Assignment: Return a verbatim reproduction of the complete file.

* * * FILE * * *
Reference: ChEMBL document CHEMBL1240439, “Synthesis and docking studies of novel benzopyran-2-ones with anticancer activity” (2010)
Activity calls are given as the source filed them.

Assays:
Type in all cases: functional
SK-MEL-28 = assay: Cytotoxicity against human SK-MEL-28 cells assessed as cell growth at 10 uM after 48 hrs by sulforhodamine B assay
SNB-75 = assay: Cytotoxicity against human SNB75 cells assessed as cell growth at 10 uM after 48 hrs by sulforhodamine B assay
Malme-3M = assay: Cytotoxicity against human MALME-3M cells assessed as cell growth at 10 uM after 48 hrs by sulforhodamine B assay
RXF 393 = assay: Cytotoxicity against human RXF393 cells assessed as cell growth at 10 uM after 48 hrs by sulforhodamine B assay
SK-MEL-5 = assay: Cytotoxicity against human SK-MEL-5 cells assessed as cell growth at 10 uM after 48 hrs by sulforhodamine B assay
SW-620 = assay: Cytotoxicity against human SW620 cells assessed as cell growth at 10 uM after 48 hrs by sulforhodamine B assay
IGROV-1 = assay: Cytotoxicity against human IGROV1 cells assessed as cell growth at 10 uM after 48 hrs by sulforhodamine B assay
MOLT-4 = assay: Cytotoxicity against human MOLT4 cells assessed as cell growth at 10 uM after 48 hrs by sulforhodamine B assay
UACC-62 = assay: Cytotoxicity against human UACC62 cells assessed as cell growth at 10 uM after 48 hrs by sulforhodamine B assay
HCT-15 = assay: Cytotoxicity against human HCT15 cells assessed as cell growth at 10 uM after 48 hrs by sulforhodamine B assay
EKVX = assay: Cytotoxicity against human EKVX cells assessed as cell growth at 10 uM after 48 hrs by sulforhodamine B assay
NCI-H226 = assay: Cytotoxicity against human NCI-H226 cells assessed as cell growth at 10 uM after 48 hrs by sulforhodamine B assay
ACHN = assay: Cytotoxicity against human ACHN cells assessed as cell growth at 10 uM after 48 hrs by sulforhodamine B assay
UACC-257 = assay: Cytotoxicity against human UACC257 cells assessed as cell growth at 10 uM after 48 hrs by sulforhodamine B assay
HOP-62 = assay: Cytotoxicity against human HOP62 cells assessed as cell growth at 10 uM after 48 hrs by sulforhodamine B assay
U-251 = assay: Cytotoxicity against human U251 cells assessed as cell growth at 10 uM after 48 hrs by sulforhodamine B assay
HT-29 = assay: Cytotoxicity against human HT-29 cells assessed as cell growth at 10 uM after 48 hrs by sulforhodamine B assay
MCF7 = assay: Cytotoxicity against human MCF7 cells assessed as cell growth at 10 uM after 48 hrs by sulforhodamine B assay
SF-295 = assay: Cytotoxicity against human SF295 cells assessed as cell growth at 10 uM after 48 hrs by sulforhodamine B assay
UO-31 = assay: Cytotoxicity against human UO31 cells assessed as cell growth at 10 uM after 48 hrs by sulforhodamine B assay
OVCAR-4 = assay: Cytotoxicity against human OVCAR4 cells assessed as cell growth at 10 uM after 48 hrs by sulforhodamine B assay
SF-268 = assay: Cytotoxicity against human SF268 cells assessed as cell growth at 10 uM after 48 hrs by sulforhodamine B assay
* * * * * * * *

Reference: ChEMBL document CHEMBL1240439, “Synthesis and docking studies of novel benzopyran-2-ones with anticancer activity” (2010)
Activity calls are given as the source filed them.

Assays:
Type in all cases: functional
SK-MEL-28 = assay: Cytotoxicity against human SK-MEL-28 cells assessed as cell growth at 10 uM after 48 hrs by sulforhodamine B assay
SNB-75 = assay: Cytotoxicity against human SNB75 cells assessed as cell growth at 10 uM after 48 hrs by sulforhodamine B assay
Malme-3M = assay: Cytotoxicity against human MALME-3M cells assessed as cell growth at 10 uM after 48 hrs by sulforhodamine B assay
RXF 393 = assay: Cytotoxicity against human RXF393 cells assessed as cell growth at 10 uM after 48 hrs by sulforhodamine B assay
SK-MEL-5 = assay: Cytotoxicity against human SK-MEL-5 cells assessed as cell growth at 10 uM after 48 hrs by sulforhodamine B assay
SW-620 = assay: Cytotoxicity against human SW620 cells assessed as cell growth at 10 uM after 48 hrs by sulforhodamine B assay
IGROV-1 = assay: Cytotoxicity against human IGROV1 cells assessed as cell growth at 10 uM after 48 hrs by sulforhodamine B assay
MOLT-4 = assay: Cytotoxicity against human MOLT4 cells assessed as cell growth at 10 uM after 48 hrs by sulforhodamine B assay
UACC-62 = assay: Cytotoxicity against human UACC62 cells assessed as cell growth at 10 uM after 48 hrs by sulforhodamine B assay
HCT-15 = assay: Cytotoxicity against human HCT15 cells assessed as cell growth at 10 uM after 48 hrs by sulforhodamine B assay
EKVX = assay: Cytotoxicity against human EKVX cells assessed as cell growth at 10 uM after 48 hrs by sulforhodamine B assay
NCI-H226 = assay: Cytotoxicity against human NCI-H226 cells assessed as cell growth at 10 uM after 48 hrs by sulforhodamine B assay
ACHN = assay: Cytotoxicity against human ACHN cells assessed as cell growth at 10 uM after 48 hrs by sulforhodamine B assay
UACC-257 = assay: Cytotoxicity against human UACC257 cells assessed as cell growth at 10 uM after 48 hrs by sulforhodamine B assay
HOP-62 = assay: Cytotoxicity against human HOP62 cells assessed as cell growth at 10 uM after 48 hrs by sulforhodamine B assay
U-251 = assay: Cytotoxicity against human U251 cells assessed as cell growth at 10 uM after 48 hrs by sulforhodamine B assay
HT-29 = assay: Cytotoxicity against human HT-29 cells assessed as cell growth at 10 uM after 48 hrs by sulforhodamine B assay
MCF7 = assay: Cytotoxicity against human MCF7 cells assessed as cell growth at 10 uM after 48 hrs by sulforhodamine B assay
SF-295 = assay: Cytotoxicity against human SF295 cells assessed as cell growth at 10 uM after 48 hrs by sulforhodamine B assay
UO-31 = assay: Cytotoxicity against human UO31 cells assessed as cell growth at 10 uM after 48 hrs by sulforhodamine B assay
OVCAR-4 = assay: Cytotoxicity against human OVCAR4 cells assessed as cell growth at 10 uM after 48 hrs by sulforhodamine B assay
SF-268 = assay: Cytotoxicity against human SF268 cells assessed as cell growth at 10 uM after 48 hrs by sulforhodamine B assay